“I Felt a Huge Responsibility to Get it Right”: DP Kate McCullough on It’s Not Yet Dark
Kate McCullough won top honors for her cinematography in the world documentary lineup at the 2010 Sundance Film Festival for the film His & Hers. She returned to the festival this year with It’s Not Yet Dark, the debut film from director Frankie Fenton. It’s Not Yet Dark tells the story of Simon Fitzmaurice, an Irish film director who in 2008 was diagnosed with motor neurone disease (ALS). The film chronicles his efforts to make a feature film despite total physical incapacitation, using only his eyes to direct. Below, McCullough speaks with Filmmaker about the unique challenges of photographing this emotional story.
Filmmaker: How and why did you wind up being the cinematographer of your film?
McCullough: To answer the question: “Can one direct a film by communicating through the use of one’s eyes only?”
Filmmaker: What were the factors and attributes that led to your being hired for this job?
McCullough: I knew I had experience in documentary and the rest is for the director/producer to answer!
Filmmaker: What were your artistic goals on this film, and how did you realize them?
McCullough: The film was always going to be an amalgamation of a number of sources. This can be exciting but also alarms ring sometime when you hear this. What is this other footage like? What format is it in? Does it have character, intrigue, continuity, perspective? So it was important to see some of this footage and set out the patchwork and how our approach would be with the cinematography overall. We concentrated on three main motifs: interviews would be an intimate portrayal, reconstructions to be abstract and nuanced, observations to be economical and honest.
Filmmaker: How did you want your cinematography to enhance the film’s storytelling and treatment of its characters?
McCullough: Most important was to be true to the moment, so whatever was happening that my response would be open, honest and with integrity.
Filmmaker: Were there any specific influences on your cinematography, whether they be other films, or visual art, of photography, or something else?
McCullough: Originally the director gave me some examples from Caravaggio paintings and in particular another painting of the same ilk, Joseph Wright’s An Experiment on a Bird with an Air Pump. We thought marrying the dark interviews with some form of abstract reconstructions (in the style of Jonathan Glazer’s Under The Skin), we might be able to convincingly delve into the poetic mind of Simon. We didn’t quite get that far but it certainly was a starting place to come from!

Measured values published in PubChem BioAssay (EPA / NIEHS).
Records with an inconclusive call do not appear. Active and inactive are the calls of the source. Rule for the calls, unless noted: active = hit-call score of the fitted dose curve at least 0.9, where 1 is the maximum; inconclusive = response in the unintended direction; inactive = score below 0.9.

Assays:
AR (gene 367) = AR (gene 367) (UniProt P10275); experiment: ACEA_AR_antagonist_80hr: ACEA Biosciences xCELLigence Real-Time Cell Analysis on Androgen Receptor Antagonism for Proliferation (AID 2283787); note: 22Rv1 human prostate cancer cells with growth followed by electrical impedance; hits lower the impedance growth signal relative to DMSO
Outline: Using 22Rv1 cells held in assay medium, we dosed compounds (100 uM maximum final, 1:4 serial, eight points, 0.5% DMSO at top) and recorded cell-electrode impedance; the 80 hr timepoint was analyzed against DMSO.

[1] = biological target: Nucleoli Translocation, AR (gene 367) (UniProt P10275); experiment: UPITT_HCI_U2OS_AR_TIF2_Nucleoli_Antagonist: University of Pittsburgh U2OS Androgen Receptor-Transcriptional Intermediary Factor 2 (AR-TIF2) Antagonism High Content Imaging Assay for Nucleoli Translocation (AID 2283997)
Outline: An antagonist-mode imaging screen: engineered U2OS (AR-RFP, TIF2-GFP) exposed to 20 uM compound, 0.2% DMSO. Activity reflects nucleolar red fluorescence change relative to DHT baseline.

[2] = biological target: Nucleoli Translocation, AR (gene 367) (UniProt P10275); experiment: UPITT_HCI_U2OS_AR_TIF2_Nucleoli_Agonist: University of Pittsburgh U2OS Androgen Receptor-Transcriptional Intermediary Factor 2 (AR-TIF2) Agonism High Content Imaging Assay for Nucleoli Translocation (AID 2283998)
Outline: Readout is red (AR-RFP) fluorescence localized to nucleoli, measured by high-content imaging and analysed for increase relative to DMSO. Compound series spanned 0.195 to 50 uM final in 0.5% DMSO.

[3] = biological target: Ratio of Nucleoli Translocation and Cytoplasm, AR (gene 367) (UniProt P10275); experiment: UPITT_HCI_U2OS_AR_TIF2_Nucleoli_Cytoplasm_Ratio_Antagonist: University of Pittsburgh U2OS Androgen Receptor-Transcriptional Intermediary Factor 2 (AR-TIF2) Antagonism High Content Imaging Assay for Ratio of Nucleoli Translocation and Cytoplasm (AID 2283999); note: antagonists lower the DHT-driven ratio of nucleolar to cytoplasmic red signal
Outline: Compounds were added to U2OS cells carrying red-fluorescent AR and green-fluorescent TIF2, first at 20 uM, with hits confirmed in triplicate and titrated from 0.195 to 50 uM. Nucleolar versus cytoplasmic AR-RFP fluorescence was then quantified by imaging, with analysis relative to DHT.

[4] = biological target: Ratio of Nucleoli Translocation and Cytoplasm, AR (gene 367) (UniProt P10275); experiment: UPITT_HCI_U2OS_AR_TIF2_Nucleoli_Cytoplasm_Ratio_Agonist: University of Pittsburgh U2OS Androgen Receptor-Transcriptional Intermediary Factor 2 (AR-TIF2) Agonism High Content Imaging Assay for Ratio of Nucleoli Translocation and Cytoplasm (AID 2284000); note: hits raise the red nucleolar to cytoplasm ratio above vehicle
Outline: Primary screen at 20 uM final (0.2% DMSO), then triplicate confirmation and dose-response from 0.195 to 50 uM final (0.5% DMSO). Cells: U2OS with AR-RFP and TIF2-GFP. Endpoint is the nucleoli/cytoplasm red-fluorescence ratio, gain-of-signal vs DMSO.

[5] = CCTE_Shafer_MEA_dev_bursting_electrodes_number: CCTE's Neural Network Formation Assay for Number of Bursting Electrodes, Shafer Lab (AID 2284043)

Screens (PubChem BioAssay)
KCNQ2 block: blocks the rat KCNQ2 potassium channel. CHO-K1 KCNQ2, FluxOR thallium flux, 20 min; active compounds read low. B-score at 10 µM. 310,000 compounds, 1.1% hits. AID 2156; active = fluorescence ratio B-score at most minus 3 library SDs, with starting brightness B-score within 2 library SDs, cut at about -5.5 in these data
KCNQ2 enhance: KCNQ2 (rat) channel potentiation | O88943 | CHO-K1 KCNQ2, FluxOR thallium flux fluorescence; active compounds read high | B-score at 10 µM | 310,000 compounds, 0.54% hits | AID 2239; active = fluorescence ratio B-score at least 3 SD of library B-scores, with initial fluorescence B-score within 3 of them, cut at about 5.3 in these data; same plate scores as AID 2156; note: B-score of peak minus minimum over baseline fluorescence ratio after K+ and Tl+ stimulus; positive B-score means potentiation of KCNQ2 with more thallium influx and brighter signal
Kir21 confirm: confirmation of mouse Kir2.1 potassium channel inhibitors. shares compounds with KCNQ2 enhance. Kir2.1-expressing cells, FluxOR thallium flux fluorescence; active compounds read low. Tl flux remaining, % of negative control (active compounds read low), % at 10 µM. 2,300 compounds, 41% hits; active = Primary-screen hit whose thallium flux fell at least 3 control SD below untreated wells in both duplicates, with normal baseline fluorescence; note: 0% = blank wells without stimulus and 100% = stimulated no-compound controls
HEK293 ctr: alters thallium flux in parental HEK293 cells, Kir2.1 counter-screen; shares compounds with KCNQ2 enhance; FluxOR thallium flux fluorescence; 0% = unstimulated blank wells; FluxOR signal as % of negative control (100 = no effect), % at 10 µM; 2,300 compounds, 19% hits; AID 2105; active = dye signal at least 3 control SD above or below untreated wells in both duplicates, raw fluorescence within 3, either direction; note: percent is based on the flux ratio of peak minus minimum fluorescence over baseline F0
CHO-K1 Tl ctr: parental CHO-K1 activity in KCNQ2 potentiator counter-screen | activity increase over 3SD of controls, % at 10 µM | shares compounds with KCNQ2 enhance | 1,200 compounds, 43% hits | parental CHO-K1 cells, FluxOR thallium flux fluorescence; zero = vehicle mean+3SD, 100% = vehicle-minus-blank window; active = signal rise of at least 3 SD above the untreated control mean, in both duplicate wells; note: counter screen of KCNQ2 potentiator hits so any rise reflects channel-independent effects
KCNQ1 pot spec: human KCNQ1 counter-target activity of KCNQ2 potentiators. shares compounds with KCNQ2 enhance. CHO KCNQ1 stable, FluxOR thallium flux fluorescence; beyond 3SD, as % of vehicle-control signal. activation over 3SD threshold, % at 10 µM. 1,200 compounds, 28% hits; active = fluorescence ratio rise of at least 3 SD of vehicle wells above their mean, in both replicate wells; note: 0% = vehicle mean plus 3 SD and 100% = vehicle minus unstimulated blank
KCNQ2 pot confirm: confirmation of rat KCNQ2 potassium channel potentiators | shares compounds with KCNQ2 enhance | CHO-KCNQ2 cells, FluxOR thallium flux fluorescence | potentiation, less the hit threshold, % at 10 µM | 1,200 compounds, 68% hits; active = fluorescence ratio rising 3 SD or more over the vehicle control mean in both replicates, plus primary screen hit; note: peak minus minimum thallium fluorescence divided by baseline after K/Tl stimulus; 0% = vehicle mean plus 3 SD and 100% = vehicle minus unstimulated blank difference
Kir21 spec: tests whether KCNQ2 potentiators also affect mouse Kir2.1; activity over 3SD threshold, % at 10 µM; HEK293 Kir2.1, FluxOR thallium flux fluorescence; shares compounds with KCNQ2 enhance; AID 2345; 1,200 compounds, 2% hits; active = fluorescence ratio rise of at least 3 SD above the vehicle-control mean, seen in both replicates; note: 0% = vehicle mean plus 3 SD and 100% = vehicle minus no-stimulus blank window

Filmmaker: What were the biggest challenges posed by production to those goals?
McCullough: Time, budget, juggling access to Simon.
Filmmaker: What camera did you shoot on?
McCullough: Arri Amira, Canon 5D, and PMW 200 for behind the scenes.
Filmmaker: Why did you choose the camera that you did?
McCullough: Amira and Canon and PMW 200 as I own them – it was for budgetary reasons.
Filmmaker: What lenses did you use?
McCullough: 24-70 T2.8 Canon on Canon 5D, 19-90MM Fujinon on Amira and T+S lenses with the DJronin rig.
Filmmaker: Describe your approach to lighting.
McCullough: Minimalist for observations and recons, frontal for IVs as camera was tracking throughout and so lighting needed to be more loose than I would normally have it.
Filmmaker: What was the most difficult scene to realize and why?
McCullough: The scene with Simon attending his film screening. I felt a huge responsibility to get it right for Simon and for the film.
Filmmaker: And how did you do it?
McCullough: By planning, talking through things with Frankie, the director.
Filmmaker: Finally, describe the finishing of the film. How much of your look was “baked in” versus realized in the DI?
McCullough: We got to work with a very talented DI op Dave Hughes at Windmill Studios, he worked very hard to bring this patchwork into one tapestry.